Boys Closing Reading Gap With Girls

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Boys have caught up with girls on reading ability, according to a study into the book-reading habits of school children.
Boys have caught up with girls on reading ability, according to a study into the book-reading habits of school children.

Boys have caught up with girls on reading ability, according to a study into the book-reading habits of school children.

What Kids are Reading 2012 found that the difficulty level of books read by boys is no longer generally lower than girls.

The report, written by Professor Keith Topping of Dundee University, analysed what more than 210,000 British primary and secondary school children are reading for pleasure.

Roald Dahl was the most popular children's author, closely followed by Roderick Hunt, author of the popular Magic Key series, according to the study. Harry Potter author J.K Rowling came fifth in the list.

There have long been concerns that boys lag behind girls in terms of ability.

But researches discovered that across the one-11 school years, there were four years where boys were reading more difficult books than girls, three where girls were choosing more challenging titles and two where it was equal.

"We can no longer claim that boys read at a lower level of difficulty than girls so overall under-achievement must be caused by other factors," the report said.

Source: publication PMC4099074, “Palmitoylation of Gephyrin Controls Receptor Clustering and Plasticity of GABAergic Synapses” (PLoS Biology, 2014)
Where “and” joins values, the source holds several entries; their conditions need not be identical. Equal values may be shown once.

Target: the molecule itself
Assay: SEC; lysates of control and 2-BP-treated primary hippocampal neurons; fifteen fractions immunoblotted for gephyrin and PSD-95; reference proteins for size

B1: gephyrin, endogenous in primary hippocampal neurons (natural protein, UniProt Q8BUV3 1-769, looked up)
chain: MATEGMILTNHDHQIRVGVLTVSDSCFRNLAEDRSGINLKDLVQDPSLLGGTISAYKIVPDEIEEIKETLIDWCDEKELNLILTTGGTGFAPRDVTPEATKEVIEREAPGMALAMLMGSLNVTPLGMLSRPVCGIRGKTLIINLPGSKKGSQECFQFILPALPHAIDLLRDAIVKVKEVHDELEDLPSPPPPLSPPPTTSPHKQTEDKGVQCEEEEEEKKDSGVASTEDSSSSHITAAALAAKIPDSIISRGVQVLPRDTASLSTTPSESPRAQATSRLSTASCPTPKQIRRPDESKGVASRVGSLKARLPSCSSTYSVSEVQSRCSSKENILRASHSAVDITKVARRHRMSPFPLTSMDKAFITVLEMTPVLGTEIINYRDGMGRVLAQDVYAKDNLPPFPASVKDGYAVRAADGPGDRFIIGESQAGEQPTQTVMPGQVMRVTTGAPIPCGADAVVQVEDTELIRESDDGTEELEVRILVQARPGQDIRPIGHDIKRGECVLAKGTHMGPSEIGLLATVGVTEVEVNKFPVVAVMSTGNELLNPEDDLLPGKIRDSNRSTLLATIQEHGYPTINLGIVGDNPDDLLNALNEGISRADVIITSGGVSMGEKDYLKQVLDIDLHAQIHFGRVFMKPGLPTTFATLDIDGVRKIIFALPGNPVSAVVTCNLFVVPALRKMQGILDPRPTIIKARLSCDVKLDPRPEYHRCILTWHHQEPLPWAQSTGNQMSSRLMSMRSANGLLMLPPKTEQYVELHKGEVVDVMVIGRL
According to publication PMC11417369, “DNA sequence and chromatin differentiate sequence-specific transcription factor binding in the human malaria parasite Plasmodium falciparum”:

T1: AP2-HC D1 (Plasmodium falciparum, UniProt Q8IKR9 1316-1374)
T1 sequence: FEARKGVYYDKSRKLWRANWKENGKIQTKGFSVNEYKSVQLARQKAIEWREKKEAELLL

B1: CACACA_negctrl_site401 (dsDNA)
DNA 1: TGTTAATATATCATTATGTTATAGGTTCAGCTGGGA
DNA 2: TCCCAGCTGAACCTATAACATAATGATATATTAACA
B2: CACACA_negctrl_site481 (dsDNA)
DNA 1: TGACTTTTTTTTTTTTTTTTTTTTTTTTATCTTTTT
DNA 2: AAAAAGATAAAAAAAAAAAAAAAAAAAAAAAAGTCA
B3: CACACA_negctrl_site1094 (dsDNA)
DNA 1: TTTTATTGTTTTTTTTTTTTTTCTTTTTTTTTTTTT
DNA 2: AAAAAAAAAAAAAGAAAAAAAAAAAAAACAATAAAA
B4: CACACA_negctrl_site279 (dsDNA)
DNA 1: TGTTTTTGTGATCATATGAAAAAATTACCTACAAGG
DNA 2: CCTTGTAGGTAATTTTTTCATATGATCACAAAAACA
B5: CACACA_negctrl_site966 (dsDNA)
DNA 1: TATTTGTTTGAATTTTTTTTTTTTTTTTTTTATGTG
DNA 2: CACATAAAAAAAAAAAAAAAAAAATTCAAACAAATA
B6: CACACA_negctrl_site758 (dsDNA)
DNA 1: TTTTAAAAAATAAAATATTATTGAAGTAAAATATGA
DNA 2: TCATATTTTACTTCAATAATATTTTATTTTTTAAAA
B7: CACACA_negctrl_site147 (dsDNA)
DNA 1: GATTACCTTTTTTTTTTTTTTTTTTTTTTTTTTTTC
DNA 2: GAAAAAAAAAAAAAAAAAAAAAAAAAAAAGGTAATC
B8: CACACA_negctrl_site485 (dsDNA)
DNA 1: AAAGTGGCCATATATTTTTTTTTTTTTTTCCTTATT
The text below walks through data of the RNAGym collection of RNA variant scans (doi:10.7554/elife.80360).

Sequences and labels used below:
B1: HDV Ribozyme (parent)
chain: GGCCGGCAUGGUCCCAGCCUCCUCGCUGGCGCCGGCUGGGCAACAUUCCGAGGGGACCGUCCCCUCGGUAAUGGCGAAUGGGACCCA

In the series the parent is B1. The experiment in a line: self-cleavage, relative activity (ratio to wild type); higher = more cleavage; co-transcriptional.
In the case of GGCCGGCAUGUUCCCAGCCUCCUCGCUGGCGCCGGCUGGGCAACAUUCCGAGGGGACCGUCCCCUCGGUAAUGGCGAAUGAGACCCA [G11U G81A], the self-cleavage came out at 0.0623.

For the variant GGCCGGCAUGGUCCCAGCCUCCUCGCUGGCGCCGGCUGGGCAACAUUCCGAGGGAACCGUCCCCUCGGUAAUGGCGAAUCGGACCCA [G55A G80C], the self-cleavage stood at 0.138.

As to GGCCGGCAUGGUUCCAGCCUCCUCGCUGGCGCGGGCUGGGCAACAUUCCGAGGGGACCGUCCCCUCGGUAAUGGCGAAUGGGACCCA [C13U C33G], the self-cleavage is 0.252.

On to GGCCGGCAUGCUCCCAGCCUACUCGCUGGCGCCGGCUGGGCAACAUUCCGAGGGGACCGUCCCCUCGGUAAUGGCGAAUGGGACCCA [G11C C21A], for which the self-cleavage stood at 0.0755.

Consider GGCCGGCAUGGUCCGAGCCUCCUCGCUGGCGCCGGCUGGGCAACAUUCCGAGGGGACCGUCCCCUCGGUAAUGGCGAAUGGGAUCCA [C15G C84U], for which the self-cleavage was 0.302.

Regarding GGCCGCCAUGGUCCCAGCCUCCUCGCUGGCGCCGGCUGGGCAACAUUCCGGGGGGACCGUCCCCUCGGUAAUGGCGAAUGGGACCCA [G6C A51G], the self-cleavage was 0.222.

The study used computer software to analyse what difficulty level of books children are reading.

It found that the average book difficulty rises as students get older, but not in proportion to the rate at which students reading should be improving.

After Year 9, researchers discovered that the average book difficulty attempted by children declines.

Mr Topping said the finding was more positive than previous reports, in which the difficulty declined after Year 6, but called for more improvement.

"If the older readers challenged themselves more, better reading outcomes could be anticipated," he concluded.

From August 2010 to July 2011 2,886,920 books were read by children in 1,237 schools, the report, funded by Renaissance Learning, found.

Jonathan Douglas, director of the National Literacy Trust, said: "We know that reading for pleasure strengthens a child's reading and writing skills and has a significant long-term impact on their education and life outcomes.

"A young person who has the experience and habit of reading for pleasure has laid the foundations for lifelong learning."

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